The Magic of Smart Home Interior DesignMariem Horchani Discusses Her Approach to Merging Technology and Design.
Read What Mariem Horchani Has to Say:
Mariem Horchani, principal of MHM Interiors based in New York, shares her views around the how, why, and when of integrated home automation–and creating a seamless integration of design and technology.
Sitting beside her frequent collaborator and smart home consultant, Shane O'Sullivan of Electronic Arcitekture, Mariem Horchani cites the Savant Experience Center in New York City as a place she works on 'smart home' design.
Of their collaboration, Horchani says they "talk about the initial planning and schematic of each of my interior design projects."
“The earlier we get involved, the better.” notes O’Sullivan. “With the right timing, we will plan and relocate all of that so-called ‘wall clutter’ and leave something resembling a small keypad that controls the entire home.”
Horchani adds, “For me, that’s really important, as well as the overall smart home design which is custom-created for the client. We have some clients who prefer to control their smart home technology from a lovely wall-mounted control panel, whereas their spouse might be more comfortable using an iPad, and the kids might like to access controls from their iPhone.”
“Exactly,” O’Sullivan comments. “Dimmers have to exist, switches have to exist, but all the controls we locate somewhere out of sight.”
“Which is very, very simple and very user-friendly,” underscores Horchani.
“Simplicity is the key,” O’Sullivan agrees. “Making things work together in unison with the press of a button or a voice command. It looks very simple. It's the upfront work that begins at the onset of the project and continues throughout, making sure everything is wired correctly, building out seamless command and control, unseen in many instances.”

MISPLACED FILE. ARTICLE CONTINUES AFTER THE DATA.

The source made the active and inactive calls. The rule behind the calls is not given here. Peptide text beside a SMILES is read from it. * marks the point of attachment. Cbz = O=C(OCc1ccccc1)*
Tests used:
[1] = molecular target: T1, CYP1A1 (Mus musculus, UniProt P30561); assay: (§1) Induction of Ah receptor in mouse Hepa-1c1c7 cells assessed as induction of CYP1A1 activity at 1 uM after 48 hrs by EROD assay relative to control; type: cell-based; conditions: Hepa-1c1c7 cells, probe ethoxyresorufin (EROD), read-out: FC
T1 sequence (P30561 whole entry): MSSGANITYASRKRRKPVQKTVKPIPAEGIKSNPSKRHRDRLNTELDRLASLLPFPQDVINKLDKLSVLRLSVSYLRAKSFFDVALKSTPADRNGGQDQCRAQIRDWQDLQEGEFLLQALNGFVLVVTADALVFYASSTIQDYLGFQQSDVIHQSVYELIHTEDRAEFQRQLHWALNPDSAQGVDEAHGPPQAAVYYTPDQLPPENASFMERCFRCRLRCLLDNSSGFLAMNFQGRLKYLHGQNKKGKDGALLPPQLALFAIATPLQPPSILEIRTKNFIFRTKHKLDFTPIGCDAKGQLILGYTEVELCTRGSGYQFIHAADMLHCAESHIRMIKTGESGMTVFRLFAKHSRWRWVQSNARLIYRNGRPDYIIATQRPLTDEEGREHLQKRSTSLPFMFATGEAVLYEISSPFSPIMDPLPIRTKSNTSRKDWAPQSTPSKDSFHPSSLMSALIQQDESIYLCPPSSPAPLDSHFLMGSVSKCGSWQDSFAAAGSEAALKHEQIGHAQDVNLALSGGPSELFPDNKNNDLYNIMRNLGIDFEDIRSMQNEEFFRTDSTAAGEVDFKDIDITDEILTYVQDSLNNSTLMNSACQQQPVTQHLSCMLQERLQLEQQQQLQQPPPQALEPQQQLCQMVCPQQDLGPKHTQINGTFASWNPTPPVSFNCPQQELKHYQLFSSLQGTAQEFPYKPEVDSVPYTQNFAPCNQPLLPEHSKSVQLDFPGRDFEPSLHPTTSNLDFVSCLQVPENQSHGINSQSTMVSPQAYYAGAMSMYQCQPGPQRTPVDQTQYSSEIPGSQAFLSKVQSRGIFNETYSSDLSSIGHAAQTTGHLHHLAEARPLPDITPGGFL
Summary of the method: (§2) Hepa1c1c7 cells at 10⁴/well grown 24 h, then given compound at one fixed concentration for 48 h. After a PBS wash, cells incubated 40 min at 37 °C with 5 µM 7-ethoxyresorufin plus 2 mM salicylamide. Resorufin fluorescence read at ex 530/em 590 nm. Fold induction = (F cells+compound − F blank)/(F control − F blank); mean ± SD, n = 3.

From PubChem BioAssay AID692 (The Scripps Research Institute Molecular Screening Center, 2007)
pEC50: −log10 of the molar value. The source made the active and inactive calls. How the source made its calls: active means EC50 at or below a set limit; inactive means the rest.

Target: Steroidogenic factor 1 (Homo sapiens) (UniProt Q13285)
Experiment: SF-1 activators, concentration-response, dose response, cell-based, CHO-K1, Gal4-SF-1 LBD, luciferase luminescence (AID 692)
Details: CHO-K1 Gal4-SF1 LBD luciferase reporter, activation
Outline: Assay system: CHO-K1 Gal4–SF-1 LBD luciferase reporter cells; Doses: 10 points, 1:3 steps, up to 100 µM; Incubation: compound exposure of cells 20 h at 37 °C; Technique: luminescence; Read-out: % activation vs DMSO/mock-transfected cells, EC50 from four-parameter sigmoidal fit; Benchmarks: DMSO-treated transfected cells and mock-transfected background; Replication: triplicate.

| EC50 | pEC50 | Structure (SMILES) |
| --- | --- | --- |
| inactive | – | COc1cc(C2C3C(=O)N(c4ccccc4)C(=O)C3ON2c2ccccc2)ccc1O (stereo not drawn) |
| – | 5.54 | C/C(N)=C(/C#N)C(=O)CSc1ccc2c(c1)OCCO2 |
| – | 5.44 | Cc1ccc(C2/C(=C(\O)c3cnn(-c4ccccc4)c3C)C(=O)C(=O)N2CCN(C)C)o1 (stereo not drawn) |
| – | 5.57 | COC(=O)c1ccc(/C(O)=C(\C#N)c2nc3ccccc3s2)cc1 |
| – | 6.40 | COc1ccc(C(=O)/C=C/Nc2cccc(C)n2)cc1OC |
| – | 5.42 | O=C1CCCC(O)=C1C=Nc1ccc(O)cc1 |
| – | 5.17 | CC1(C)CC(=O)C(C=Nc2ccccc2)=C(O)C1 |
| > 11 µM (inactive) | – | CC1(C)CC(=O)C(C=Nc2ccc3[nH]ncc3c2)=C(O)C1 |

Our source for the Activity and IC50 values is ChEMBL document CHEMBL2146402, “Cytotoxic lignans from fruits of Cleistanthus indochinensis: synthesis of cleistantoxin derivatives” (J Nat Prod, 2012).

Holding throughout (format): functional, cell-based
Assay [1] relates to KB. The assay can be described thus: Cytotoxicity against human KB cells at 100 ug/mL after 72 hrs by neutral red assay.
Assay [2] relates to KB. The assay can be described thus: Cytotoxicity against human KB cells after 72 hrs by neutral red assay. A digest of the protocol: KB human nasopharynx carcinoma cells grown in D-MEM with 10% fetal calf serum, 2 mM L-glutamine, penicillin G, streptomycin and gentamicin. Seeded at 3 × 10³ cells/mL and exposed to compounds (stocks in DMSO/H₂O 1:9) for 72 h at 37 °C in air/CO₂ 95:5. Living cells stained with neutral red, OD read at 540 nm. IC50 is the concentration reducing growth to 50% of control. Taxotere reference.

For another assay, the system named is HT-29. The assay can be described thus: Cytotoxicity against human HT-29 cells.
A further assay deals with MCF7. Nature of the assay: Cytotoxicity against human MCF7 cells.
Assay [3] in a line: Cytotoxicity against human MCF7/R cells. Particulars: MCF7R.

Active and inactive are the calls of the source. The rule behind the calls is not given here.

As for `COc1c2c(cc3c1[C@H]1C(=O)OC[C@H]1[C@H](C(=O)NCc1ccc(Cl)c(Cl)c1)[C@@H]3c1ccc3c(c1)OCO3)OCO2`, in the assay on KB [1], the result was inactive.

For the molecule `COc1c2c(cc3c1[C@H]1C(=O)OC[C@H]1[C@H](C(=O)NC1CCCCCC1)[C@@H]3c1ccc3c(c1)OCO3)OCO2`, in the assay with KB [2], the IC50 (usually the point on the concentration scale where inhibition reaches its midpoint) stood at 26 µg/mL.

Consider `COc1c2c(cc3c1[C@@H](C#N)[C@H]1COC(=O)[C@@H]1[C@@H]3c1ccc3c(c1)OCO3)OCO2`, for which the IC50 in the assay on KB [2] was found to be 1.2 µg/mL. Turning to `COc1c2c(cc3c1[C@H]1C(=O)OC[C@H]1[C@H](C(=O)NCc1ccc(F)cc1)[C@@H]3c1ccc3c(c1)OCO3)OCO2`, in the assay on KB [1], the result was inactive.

“To me, it’s always amazing that the clients know all the magic happening behind the walls,” shares Horchani. “They know it's there, but they don't have to look at it, no one sees it. That’s the ‘clever concealment’ of the real technology behind the walls.”
“There are an array of options including voice command, touch screen on walls and on multiple devices, and physical remote,” says O’Sullivan.
Privacy Concerns on Smart Home Technology
“One of the issues that rears its head early on in conversations with clients is around security,” comments Horchani. “The security of one’s information has become more of a question with respect to smart home technology. Which, for me, is exactly one of the key reasons for having integrated home automation.”
“In fact, what smart home technology is not, is having an Alexa listening in on you and then that data being used by third parties. Integrated home automation is really about having all information just be for you, within the confines of your home.”
O’Sullivan emphatically agrees, and shares that systems like those from Savant are based on the press of a button or via a touchscreen, and commands are all hardwired to a centralized location. Based on that integration, the system is not entirely internet-based, so there is an added level of privacy. It’s more than just a voice command, and not every device in the home is listening.